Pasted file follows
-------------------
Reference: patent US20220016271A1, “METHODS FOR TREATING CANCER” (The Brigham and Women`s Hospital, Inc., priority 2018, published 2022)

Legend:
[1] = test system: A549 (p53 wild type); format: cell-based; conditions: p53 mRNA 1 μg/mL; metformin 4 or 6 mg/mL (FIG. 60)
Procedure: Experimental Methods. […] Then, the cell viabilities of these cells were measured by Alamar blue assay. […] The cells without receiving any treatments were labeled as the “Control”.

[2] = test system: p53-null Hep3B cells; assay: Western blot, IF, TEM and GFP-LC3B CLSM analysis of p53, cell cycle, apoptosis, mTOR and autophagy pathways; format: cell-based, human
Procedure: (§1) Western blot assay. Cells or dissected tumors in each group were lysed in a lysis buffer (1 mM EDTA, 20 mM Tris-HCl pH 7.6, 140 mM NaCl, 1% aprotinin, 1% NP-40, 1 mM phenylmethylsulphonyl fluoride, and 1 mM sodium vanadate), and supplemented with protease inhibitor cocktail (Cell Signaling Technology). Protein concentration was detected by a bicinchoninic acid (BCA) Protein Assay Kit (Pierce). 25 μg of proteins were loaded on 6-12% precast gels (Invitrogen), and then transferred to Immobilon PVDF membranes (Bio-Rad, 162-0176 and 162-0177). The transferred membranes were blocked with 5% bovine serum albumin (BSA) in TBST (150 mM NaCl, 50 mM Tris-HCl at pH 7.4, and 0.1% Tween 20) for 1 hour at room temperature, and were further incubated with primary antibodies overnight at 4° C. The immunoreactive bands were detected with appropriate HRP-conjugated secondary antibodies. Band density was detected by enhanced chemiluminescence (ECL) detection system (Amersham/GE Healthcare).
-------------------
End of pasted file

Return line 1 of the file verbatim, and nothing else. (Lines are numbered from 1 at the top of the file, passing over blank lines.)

Reference: patent US20220016271A1, “METHODS FOR TREATING CANCER” (The Brigham and Women`s Hospital, Inc., priority 2018, published 2022)